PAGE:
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Topic: Where do tents come from?, The internet middleman< Next Oldest | Next Newest >
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PostIcon Posted on: Nov. 01 2012, 9:43 am  Skip to the next post in this topic. Ignore posts   QUOTE

So you're looking for a tent and you're tired of shipping tents that don't work out back 3000 miles to the other side of the country. You look for a retailer close to home and you find one that's a couple of days away by UPS. You're delighted when you realize that the price of the tent is about half what the manufacturer---located half a continent away---wants to charge you.

And wow, this internet retailer is HUGE. They list thousands upon thousands of items from dozens of manufacturers. Imagine the size of that warehouse! They must have a hundred employees!

PLUS when you call them you're connected directly with the president! Wow, this company must really value its customers, to let you talk to the president.

So far so good. There's a small fee on your invoice that reads something like "Maufacturer's Processing Fee." Wonder what that could mean? A 2nd red flag is raised when the estimated shipping time is 7 business days, from a couple of states away. Hmm . . .

It all becomes clear when the UPS tracking number reveals that the tent is being shipped from the state where the manufacturer is located. You realize that this internet retailer probably doesn't have any warehouse at all and probably has fewer than ten employees. He is nothing more than a middleman. He answers the phone, takes your order, and sends it to the manufacturer. He's never seen this tent you're ordering. How could he, with no warehouse and a "virtual inventory" of thousands of products? Your tent is just a product on a spec sheet to the middleman. To the manufacturer, the middleman is nothing more than an order taker.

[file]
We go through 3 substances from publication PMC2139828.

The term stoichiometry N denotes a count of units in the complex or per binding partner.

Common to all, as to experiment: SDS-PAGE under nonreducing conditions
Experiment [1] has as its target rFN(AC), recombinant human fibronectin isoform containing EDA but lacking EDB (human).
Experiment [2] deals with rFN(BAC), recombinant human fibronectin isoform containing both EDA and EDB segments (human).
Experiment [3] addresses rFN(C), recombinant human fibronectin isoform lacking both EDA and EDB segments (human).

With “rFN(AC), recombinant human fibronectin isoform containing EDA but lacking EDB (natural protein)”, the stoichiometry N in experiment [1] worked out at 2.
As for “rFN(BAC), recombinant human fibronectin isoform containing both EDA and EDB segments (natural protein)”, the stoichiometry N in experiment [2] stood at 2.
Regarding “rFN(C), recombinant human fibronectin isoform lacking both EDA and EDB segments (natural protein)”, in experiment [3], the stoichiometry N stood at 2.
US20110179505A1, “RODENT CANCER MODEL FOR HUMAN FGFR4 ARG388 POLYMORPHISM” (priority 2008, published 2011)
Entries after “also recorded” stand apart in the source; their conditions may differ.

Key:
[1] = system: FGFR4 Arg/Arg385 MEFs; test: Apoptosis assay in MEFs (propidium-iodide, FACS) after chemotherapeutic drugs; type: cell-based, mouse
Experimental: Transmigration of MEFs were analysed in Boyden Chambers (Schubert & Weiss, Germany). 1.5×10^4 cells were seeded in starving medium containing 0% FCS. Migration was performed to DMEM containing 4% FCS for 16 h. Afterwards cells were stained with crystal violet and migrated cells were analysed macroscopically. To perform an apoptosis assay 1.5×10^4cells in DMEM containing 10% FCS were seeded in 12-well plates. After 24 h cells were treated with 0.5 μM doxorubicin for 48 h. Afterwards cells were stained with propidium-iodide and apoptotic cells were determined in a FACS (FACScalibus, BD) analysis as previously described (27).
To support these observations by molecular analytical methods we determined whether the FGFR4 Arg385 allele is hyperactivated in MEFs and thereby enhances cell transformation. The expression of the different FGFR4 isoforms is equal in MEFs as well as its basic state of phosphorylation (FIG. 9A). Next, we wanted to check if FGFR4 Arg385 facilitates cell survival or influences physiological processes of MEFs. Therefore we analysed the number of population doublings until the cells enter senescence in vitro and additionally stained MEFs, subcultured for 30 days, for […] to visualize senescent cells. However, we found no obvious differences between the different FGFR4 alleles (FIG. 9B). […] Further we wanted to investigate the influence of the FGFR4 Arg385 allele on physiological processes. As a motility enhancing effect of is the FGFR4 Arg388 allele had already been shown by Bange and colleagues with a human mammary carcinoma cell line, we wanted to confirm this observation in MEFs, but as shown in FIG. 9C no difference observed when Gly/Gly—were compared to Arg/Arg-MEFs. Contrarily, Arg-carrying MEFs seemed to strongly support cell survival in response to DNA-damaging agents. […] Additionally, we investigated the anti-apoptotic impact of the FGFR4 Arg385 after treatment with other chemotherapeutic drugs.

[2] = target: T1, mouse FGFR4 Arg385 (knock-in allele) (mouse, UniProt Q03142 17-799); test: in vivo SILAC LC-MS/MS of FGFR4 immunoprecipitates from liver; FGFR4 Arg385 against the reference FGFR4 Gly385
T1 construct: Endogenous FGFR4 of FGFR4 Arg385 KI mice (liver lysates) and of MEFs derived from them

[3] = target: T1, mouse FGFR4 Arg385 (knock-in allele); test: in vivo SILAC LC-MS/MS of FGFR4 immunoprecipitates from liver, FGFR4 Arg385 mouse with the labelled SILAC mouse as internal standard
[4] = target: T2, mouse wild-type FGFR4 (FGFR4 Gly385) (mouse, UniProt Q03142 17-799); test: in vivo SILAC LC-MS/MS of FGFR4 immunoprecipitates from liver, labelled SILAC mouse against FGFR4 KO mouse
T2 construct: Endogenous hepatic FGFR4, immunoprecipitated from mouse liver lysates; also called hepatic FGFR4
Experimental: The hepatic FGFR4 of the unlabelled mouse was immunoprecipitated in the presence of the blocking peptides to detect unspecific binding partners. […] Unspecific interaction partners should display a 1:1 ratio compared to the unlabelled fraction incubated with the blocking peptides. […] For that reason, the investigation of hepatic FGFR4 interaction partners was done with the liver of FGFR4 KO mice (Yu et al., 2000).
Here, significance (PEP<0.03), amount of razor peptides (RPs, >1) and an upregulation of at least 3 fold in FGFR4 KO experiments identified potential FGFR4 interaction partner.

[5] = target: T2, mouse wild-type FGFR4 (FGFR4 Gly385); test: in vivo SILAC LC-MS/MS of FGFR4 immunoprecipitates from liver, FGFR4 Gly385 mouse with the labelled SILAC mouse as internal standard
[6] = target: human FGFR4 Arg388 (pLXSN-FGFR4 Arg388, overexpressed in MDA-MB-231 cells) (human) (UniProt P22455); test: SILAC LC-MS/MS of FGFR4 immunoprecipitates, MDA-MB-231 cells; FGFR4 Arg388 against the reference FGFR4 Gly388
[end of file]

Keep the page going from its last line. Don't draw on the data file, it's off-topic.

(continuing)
I'm not saying this system is wrong. It's an efficient way of moving goods, as long as the middleman doesn't rip you off in some way.

This post might incite a flurry of "buy local" replies. That's fine, but my position on this is that every entity in the market today needs to deal with the reality of the high efficiency of internet middlemen who have virtually no expenses---you could run this business out of your kitchen--- and minimal time put into each sale, and are willing to accept a very small profit margin per sale.

Whether this system works will become clear when the tent arrives at your door. On time? Correct item? Any damage? Credit card not hacked? Return policy if you don't like it? With such a low profit, the internet retailer can't afford to cover your return shipping costs, refund your money after you've used an item, etc. You buy it, you keep it, unless it's in perfect resalable condition.

The other side of the retail coin: Yesterday REI sent me, via free two-day shipping, a replacement for a defective mattress, even before I sent back the original. That's REI service.
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PostIcon Posted on: Nov. 01 2012, 10:22 am Skip to the previous post in this topic. Skip to the next post in this topic. Ignore posts   QUOTE

When a momma tent and a daddy tent love each other very much, sometimes they...oh wait, I don't think that's exactly what you were asking :D

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PostIcon Posted on: Nov. 01 2012, 10:40 am Skip to the previous post in this topic. Skip to the next post in this topic. Ignore posts   QUOTE

It's called drop shipping.